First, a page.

The $4.3 million special events house, designed by University of Alabama Chancellor Finnis St. John as a showplace for entertaining and housing political officials and dignitaries, has hosted only five actual events in its first year, most of which were St. John and dinners. UA Board of Trustees, records show.
The Bryce Superintendent’s House, which was renovated last year, has seen little use since it was completed last August. The historic mansion was part of the Bryce Mental Hospital complex purchased by the university and has been extensively renovated for academic purposes. But the Superintendent’s House turned into a controversy on campus when St. John’s trustees voted to move it under the control of the University of Alabama System office and spend millions on what many current and former employees described as a “party house” for themselves.
As two of Pinehurst’s mansions were renovated to provide permanent rooms for members of the UA Board of Trustees, the St. John’s office wanted to build a “super house,” as some employees call it, a place where pre-game parties could be held. Football is held on Saturdays, and can be in the court of the rich and powerful.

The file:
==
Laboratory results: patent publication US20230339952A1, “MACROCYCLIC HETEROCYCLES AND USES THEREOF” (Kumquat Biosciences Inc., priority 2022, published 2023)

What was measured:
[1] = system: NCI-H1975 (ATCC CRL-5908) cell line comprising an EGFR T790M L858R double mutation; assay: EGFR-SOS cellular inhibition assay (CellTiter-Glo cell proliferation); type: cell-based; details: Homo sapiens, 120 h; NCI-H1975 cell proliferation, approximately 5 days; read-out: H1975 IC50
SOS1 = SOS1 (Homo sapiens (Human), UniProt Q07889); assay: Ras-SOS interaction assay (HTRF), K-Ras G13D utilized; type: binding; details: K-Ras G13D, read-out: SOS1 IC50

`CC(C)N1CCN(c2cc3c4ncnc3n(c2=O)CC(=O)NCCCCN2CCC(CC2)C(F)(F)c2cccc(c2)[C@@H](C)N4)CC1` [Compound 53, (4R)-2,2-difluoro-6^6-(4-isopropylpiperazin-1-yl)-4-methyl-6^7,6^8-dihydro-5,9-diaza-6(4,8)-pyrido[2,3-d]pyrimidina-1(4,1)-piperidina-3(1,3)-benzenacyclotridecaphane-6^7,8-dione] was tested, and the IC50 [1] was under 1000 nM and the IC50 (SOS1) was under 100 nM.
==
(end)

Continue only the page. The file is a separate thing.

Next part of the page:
A memo from St John’s on the board shows that his plan is closely aligned with existing football rituals.
“We also proposed using the Superintendent’s House to host key business, academic and political figures important to system interests (not limited to UA interests, and not strictly limited to advancement goals). Examples of these would be:
“• Selwyn [Vickers] and leading national members of his Board of Visitors
“• Mayors of important Alabama cities
“• Important business or political figures from the visiting teams’ home states
“• Strategically selected groups affiliated with UAH, UAB or UABHS
“• Important to Alabama business or political leaders running system interests.
“The trustees will be involved, and we will allow these guests to attend pre-game at the mansion and sit in the president’s box,” St. John wrote in a June 15, 2021, memo to trustees Stan Starnes and Karen Brooks.
St. John’s office has repeatedly ignored direct questions about the superintendent’s house. But a formal open records request asking for the names and times of organizations using the house, anyone who stayed there overnight and any future events, was answered on August 16. It has not listed anyone as sitting. Of the four large bedroom suites created during the renovation, however, nine activities and functions were provided this semester.
10/26/21 — A visit by the Alabama Department of Mental Health;
11/3/21 — Dinner for UA Board of Trustees meeting;
12/1/21 — A meeting with UA Construction Administration to discuss and review Bryce Main;
12/6/21 — Visitation for Partlow Family;
1/25/22 — Used as video filming location for Boy Scouts of America;
3/25/22 — St. John’s hosts Chancellor’s and Presidents’ Retreat;
4/1/22 — Used for groundbreaking ceremony for Bryce Main Restoration and Randall Welcome Center;
6/8/22 — Dinner for UA Board of Trustees meeting;